July 22, 2010 at 8:51 am |
  9. Laura

    I am constantly stressed because my boyfriend of 2 years (who has not be diagnosed) is always having mood swings, and can not seem to get his life together. How can we work towards making things go in the right direction for him so our relationship is not jepordized?

    July 22, 2010 at 8:53 am |
  10. ellen

    i struggle everyday with living with a spouse with add. while i am discussing issues that matter to me, he will pick up his cell phone to check email, reach over and turn on the radio and even walk out of the room to get his coffee. i know him so i know he doesn't mean to disregard me: he just cannot focus and often doesn't realize he has even slighted me. while i know he doesn't intentionally do any of these things, i find myself saying he could 'intentionally' focus on me: that i should be worth the extra effort. it doesn't help that he travels a lot . i am hurt that he is not 'here' even when he is. he feels attacked when i try to discuss it with him. i just end up hiding my hurt until i can no longer stand it and then we have a major confrontation, but we never resolve any of it. we just kind of wait until we forget it and move on. there has to be a better way to deal with it.

    July 22, 2010 at 8:54 am |
  11. Nancy

    I've been married for 32 years. I have learned to make my husband written lists, instead of telling him things that need to be done. I found early in our marriage that if I verbally told him as few as three things that I needed from a grocery store before he came home, he would remember two out of three.
    I also make sure we have eye contact during important discussions. Turn the TV off and don't have the radio on helps in keeping him from being distracted.

    July 22, 2010 at 8:55 am |
  12. Genevieve

    I'm so glad to finally see a report about adult ADD. My husband was diagnosed with ADD 13 years ago. Ritalin was prescribed and changed his life practically overnight. The symptoms have not completely disappeared, but now we understand what's going on. Tomorrow is our 25th wedding anniversary.

    July 22, 2010 at 8:55 am |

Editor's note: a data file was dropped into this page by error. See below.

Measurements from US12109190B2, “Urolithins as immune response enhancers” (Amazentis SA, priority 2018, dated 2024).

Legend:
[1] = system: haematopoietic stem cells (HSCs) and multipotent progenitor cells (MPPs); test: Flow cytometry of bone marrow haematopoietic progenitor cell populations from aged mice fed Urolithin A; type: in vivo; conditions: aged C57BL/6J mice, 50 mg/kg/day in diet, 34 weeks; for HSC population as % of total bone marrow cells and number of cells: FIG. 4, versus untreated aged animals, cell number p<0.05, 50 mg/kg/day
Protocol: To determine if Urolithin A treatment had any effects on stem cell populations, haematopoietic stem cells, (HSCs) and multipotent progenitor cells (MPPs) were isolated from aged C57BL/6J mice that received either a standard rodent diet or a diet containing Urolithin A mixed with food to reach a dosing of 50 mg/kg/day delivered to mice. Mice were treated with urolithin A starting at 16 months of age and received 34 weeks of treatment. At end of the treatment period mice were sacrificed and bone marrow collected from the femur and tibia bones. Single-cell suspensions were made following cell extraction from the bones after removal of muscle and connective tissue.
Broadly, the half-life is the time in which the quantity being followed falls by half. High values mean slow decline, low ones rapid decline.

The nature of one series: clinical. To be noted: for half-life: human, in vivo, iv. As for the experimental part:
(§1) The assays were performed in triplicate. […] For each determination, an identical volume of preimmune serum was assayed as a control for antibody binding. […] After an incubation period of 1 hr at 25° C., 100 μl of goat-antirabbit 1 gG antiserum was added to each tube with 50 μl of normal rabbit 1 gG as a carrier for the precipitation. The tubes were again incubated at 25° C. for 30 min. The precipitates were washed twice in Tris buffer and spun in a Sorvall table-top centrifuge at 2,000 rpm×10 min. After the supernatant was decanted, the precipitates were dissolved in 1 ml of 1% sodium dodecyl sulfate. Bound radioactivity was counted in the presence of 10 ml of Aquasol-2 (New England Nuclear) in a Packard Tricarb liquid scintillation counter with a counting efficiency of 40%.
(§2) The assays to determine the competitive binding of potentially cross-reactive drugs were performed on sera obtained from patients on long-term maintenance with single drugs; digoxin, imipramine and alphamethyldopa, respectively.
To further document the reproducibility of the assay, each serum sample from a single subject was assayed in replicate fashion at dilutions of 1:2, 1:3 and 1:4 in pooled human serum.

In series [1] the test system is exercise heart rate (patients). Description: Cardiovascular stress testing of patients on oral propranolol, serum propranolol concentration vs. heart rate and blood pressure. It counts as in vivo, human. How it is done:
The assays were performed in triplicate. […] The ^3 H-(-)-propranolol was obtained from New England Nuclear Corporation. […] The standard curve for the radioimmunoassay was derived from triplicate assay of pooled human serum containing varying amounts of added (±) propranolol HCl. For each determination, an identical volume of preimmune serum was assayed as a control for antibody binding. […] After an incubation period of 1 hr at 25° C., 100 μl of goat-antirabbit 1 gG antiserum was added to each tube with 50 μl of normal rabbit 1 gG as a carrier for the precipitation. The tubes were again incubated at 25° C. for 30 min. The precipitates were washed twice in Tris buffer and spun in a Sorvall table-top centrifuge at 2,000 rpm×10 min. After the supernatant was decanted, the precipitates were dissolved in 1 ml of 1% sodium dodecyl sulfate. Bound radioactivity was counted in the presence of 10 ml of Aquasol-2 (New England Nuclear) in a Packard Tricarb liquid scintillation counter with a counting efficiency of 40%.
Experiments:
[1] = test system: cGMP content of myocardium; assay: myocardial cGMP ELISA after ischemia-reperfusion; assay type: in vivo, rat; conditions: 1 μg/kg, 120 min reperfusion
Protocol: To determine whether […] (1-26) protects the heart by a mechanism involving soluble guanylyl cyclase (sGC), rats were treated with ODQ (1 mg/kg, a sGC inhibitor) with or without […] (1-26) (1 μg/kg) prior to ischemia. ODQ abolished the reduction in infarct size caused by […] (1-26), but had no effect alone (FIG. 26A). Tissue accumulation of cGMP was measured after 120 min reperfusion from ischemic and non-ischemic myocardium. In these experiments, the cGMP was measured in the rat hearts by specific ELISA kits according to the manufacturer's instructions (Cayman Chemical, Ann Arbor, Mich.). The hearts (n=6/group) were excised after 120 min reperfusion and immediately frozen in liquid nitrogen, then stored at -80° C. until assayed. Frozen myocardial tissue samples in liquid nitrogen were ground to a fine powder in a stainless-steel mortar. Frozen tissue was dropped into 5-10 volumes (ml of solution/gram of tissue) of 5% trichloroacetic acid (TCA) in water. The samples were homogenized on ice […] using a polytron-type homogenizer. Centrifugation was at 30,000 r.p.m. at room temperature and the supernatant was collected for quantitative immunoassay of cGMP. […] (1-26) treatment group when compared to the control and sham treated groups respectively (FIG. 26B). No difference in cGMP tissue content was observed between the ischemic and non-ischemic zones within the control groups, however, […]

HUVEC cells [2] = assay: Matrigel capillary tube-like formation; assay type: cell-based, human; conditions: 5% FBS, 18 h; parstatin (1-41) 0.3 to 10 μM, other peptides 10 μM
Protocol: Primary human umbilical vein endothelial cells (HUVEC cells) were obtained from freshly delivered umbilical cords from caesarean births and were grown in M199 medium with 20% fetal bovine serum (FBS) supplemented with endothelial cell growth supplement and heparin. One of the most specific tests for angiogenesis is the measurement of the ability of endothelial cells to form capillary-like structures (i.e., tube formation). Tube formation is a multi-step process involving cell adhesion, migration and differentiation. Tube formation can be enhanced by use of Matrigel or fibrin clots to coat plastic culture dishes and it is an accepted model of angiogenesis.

13. Dan Daniels

    Being 54 years old I grew up in the times when this was a unknown condition. It wasn't until I was 40 years old that I was diagnosed. Thank God that my parents sent me to St. John's Military Academy for High School as I would have turned out much different.
    ADHD has played a important role in my life as I have just retired from teaching 32 years as a High School Emotionally Impaired teacher. Many of my students over the years were ADHD or ADD and after learning of my condition I was better able to relate to them.
    This is a real condition with real consequences as it relates to life and marriage. I was questioned by a marriage counselor as to if I would be willing to see a psychiatrist to see if this was a condition I had. Thank God I said yes.
    Finding out that this was a part of my life has changed my life. Divorce was in the works and that was fine. We didn’t work. These days I am retired, married to a wonderful woman who is a Stem Cell research scientist and use to be a MD.
    The best ADHD story I have is when we were dating. I told her of my ADHD and her first concern was that I might become addicted to the Ritalin. I told her that I take 1 week off of the meds in the summer.
    On our first weekend trip I forgot my meds. I will never forget the trip home on a Sunday night when she asked me. “Do you really have to take the week off in the summer!”.
    ADD/ADHD is real and WILL affect any marriage. The best defense is a good offence. Find good doctors and take care of yourself and your loved ones.
    Dan Daniels

    July 22, 2010 at 9:04 am |
  14. PJ

    I'm married to a guy with severe adhd. The severity of his disorder makes it very hard to deal with. I'm a psychotherapist; I understand that he can't help it that he forgets to take out the trash, or literally anything else except paying the bills and putting in a day at work. I don't understand though, when he obliterates my neatlhy organized things, refuses to take medication, and refuses to use any of the proven common-sense strategies to deal with his ADHD. I guess his cavalier attitude is a bigger handicap than his ADHD. I'm actually planning to move into my own place.

    July 22, 2010 at 9:09 am |
  15. Linda